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Last modified date - can it be changed?

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  • Last modified date - can it be changed?

    As per title, can the last modified or creation date be manually modified?

    Got a good reason for this really. I'm IT Manager at a law firm and we are just starting to implement document imaging for post that comes in. Trouble is, the post might not be scanned in on the day of its arrival, as it may be something from days/weeks/months/years ago that is now relevant. When its then scanned in, it has the date as of when its scanned in and for document management reasons its then out of chronological order, which makes Solicitors easily confused! They are a strange bunch....

    Anyway, can it be done and if so how? Oh and its on a Win XP Pro machine/win 2k3 Domain.
    James
    MCP

  • #2
    Re: Last modified date - can it be changed?

    is your friend!

    http://www.google.co.uk/search?hl=en...ion+date&meta=
    Tom Jones
    MCT, MCSE (2000:Security & 2003), MCSA:Security & Messaging, MCDBA, MCDST, MCITP(EA, EMA, SA, EDA, ES, CS), MCTS, MCP, Sec+
    PhD, MSc, FIAP, MIITT
    IT Trainer / Consultant
    Ossian Ltd
    Scotland

    ** Remember to give credit where credit is due and leave reputation points where appropriate **

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    • #3
      Re: Last modified date - can it be changed?

      Yes, it definitely CAN be done, although speaking from a computer forensics viewpoint, it would be odd that a lawyer / solicitor would have manually edited files. Kind of goes against the chain of evidence in many ways.

      Instead, you may want to look into document imaging software that allows multiple date / time stamps for documents and the like.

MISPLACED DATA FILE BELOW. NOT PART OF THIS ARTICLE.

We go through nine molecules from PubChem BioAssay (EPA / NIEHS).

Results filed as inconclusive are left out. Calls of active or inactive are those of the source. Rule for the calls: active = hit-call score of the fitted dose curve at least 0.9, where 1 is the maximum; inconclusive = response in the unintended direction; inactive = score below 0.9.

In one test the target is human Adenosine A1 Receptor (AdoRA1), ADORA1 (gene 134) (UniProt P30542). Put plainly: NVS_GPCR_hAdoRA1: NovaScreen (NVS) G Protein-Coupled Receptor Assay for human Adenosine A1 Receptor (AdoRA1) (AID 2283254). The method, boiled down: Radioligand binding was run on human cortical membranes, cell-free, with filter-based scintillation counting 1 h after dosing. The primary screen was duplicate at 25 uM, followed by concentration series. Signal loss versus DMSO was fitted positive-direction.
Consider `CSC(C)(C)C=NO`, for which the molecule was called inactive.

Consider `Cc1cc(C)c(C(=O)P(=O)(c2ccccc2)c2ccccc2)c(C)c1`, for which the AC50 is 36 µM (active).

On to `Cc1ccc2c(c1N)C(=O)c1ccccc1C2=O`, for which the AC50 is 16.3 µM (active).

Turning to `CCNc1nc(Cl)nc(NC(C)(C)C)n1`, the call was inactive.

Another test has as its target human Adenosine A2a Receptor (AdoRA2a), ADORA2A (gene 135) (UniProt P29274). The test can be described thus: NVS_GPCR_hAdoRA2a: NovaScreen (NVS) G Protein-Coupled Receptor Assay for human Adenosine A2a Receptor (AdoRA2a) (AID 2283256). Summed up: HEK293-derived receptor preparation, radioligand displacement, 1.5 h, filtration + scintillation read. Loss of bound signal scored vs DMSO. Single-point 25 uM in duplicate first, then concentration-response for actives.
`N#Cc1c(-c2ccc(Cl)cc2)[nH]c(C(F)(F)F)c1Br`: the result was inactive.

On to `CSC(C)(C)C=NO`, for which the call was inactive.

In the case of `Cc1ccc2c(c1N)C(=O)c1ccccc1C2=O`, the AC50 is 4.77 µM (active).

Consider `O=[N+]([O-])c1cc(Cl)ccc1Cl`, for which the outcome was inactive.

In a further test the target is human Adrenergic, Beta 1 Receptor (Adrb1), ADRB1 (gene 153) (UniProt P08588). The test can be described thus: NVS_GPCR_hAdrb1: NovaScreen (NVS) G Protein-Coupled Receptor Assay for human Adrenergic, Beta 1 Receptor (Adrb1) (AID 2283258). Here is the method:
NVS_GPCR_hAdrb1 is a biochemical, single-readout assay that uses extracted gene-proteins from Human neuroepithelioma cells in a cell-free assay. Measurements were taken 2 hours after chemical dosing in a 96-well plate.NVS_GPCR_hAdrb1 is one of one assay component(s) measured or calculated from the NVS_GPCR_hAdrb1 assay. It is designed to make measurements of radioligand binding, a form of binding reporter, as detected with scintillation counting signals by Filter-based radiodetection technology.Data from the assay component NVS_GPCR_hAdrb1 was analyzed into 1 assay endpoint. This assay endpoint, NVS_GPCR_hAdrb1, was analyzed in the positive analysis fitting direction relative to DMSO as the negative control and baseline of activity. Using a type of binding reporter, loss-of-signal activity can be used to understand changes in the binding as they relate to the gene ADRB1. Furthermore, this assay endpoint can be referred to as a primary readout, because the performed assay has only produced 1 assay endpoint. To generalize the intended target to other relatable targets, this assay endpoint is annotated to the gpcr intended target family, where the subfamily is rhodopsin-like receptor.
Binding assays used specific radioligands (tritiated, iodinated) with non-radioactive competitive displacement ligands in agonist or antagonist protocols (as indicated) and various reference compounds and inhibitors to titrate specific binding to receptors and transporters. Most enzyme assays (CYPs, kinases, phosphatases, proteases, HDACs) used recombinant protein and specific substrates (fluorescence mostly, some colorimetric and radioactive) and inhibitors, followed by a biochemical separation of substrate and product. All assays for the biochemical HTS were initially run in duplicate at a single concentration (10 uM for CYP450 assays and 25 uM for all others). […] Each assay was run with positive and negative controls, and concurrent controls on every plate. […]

FYI, the last time I manually edited date was in a computer forensics class using software I frankly remember nothing about. If you're looking to do this by yourself w/ no extra software, you can probably do it with a hex editor.

      Regardless, for legal purposes, I'd STRONGLY recommend making sure NO ONE can edit the file properties after you're done, and log ANY and ALL changes to those files (again, for legal purposes). I'd also remove the modified date from the folder view, and add the created date.

      If the lawyers can't see the benefits of the chain of evidence and whatnot... I'd make sure your ass is covered with a letter of absolution or something from the primary partner(s) of the law firm. Either that or get a good IP attorney on your side.
      ** Remember to give credit where credit is due and leave reputation points where appropriate **

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      • #4
        Re: Last modified date - can it be changed?

        Originally posted by swfblade View Post
        As per title, can the last modified or creation date be manually modified?

        Got a good reason for this really. I'm IT Manager at a law firm and we are just starting to implement document imaging for post that comes in. Trouble is, the post might not be scanned in on the day of its arrival, as it may be something from days/weeks/months/years ago that is now relevant. When its then scanned in, it has the date as of when its scanned in and for document management reasons its then out of chronological order, which makes Solicitors easily confused! They are a strange bunch....